Can you share with us the most interesting story from your career? Can you tell us what lessons or ‘take aways’ you learned from that?
I’ve worked with a lot of individuals with autism, and one of the things that turned me on to this agency and made me want to stay is the progress I’ve seen in those we have served — there are so many interesting stories which capture those improvements, and every one of them is exciting and gives our entire team a sense of purpose.
I have learned so much about autism itself; coming into this field I had very little knowledge of the neurological disorder previously, and as noted in the first response I had some misconceptions about intellectual capacity. I also had no idea that through evidence based practices like Applied Behavior Analysis, you can really help optimize quality of life for individuals with autism and also their families.
One student in particular had a pattern of self-injurious behavior. He often injured his own face and head, and we were all worried about our ability to support his needs. I was with him for 4 years, and over that time period, with persistence on his part and on ours, we decreased those behaviors down to about an eighth of what they had been. Eventually he was able to go without a helmet and enjoy time out in the community. The lesson is to stay focused and really get to the root problem. In his case and for most of our students, that root cause of the problematic behavior is lack of communication skills. So you have to look closely at that and communicate in unconventional ways and you learn this through practice. You learn what works for each person by spending time working directly with that individual and finding out what reinforcements are needed. You can have all the booksmarts in the world; I am going on my third Master’s degree now myself — but none of that matters without spending the time needed to make real connections with each individual if you want to really open doors and make a real impact, as we did in this case.
What do you think makes your company stand out? Can you share a story?
Anderson Center for Autism is a nonprofit, not a company, but just like any organization, it’s all about the people. I started here in my early 20s and I’m now 38 years old, so I have really “grown up” here at Anderson. We have an incredible team who are all very committed to our cause and serve as a real support system for one another. The departments all collaborate effectively, and I’m part of a wellness program where we bring our colleagues together for sports like volleyball, basketball, and bowling. People really enjoy that kind of environment, where we are always looking for ways to build a spirit of teamwork and have fun and socialize. It makes work so much more enjoyable when you feel connected to the people around you.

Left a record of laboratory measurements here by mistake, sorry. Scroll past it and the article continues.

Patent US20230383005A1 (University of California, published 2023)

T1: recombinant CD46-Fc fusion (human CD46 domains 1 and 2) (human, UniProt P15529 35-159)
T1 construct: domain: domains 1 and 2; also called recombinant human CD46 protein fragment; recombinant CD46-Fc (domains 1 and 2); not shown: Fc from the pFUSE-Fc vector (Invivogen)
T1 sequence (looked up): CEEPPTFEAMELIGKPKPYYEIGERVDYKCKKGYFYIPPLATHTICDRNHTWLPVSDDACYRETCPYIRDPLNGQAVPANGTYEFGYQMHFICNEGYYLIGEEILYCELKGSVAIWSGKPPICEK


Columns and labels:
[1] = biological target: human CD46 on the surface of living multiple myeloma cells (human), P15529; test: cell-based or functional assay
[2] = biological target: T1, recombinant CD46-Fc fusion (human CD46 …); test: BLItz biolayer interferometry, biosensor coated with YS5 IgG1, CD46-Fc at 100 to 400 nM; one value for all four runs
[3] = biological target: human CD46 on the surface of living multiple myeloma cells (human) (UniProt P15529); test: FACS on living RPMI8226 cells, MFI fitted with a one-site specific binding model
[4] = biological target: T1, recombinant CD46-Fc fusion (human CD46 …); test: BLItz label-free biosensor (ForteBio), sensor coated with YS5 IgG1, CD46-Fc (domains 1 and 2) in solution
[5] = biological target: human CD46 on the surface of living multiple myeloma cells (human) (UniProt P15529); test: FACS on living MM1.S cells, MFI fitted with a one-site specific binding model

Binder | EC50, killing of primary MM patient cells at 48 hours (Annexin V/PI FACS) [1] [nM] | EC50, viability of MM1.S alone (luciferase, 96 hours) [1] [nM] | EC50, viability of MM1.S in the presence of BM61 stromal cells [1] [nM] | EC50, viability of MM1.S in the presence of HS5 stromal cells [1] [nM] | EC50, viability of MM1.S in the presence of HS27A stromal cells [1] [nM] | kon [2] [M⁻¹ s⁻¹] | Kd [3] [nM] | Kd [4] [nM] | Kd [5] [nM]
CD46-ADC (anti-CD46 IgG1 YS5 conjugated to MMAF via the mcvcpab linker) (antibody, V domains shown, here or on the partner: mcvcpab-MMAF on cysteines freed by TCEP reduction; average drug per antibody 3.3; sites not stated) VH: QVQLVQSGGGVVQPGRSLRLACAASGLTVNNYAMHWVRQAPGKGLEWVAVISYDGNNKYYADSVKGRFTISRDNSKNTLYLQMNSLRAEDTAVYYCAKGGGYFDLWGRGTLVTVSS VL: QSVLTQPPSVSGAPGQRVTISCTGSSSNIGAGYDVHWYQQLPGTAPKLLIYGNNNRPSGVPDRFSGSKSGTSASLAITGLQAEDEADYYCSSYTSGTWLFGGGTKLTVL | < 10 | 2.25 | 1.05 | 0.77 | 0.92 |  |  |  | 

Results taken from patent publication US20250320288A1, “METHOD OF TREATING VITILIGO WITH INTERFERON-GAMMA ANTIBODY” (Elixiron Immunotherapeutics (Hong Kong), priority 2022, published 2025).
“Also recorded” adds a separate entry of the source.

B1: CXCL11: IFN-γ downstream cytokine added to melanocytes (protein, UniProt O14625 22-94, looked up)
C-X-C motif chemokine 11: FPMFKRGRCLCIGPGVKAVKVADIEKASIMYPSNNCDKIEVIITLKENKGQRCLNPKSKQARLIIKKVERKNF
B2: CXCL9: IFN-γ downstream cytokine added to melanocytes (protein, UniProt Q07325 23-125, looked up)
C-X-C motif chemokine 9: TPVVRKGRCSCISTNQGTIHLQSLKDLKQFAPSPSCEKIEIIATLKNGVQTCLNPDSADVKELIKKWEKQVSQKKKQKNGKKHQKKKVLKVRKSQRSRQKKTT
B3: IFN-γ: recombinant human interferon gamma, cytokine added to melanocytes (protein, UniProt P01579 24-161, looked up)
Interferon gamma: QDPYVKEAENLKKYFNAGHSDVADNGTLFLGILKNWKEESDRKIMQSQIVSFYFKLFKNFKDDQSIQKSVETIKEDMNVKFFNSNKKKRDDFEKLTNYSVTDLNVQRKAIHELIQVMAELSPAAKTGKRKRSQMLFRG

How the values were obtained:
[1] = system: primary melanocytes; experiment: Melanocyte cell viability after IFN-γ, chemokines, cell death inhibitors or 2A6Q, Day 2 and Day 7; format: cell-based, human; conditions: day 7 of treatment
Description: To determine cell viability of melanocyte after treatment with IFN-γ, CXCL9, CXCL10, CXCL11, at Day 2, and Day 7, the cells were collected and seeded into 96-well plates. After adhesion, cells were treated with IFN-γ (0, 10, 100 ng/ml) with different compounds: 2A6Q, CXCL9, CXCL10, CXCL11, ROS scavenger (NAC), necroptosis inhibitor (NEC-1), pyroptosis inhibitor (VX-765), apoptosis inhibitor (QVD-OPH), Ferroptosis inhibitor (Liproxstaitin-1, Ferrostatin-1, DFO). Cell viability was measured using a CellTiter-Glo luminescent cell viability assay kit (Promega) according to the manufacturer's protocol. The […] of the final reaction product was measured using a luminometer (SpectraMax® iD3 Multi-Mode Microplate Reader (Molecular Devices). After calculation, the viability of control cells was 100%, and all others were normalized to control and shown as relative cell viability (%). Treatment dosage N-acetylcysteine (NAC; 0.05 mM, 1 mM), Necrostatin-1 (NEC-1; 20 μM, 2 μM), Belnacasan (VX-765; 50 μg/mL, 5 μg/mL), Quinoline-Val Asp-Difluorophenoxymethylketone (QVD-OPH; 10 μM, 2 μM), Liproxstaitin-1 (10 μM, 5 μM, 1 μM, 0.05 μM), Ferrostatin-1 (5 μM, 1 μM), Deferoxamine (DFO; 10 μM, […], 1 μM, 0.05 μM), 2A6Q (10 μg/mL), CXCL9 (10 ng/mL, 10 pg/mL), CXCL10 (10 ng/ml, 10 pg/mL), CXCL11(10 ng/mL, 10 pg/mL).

None of us are able to achieve success without some help along the way. Is there a particular person who you are grateful towards who helped get you to where you are? Can you share a story?
Definitely my family. They have always been a huge support system for me. They helped focus me when I graduated and felt so lost about what to do with my life, and they have beamed every step of the way as I’ve shared achievements. My parents are always cheering me on, and anytime I would call them with news of a promotion at Anderson to say “I got the job”, they would say, “we knew you would!” It means everything to have people really believe in you. I come from a blue-collar background, and I’m the first in my family to get a Master’s degree. This career path is one that I’m so proud of, and I know that they are too.
Ok thank you for all that. Now let’s shift to the main focus of this interview. We would like to explore and flesh out the trait of resilience. How would you define resilience? What do you believe are the characteristics or traits of resilient people?
When I think of the term resilience, I think of flexibility, being open, being able to adapt to any situation, being prepared, and being strong through challenges — emotionally, intellectually. That emotional piece of preparation became extra-important during the pandemic. You can have everything “together” in terms of physical things that need to be put in place, but if you aren’t coming from an emotionally healthy space, it is hard to stay strong through the tough times.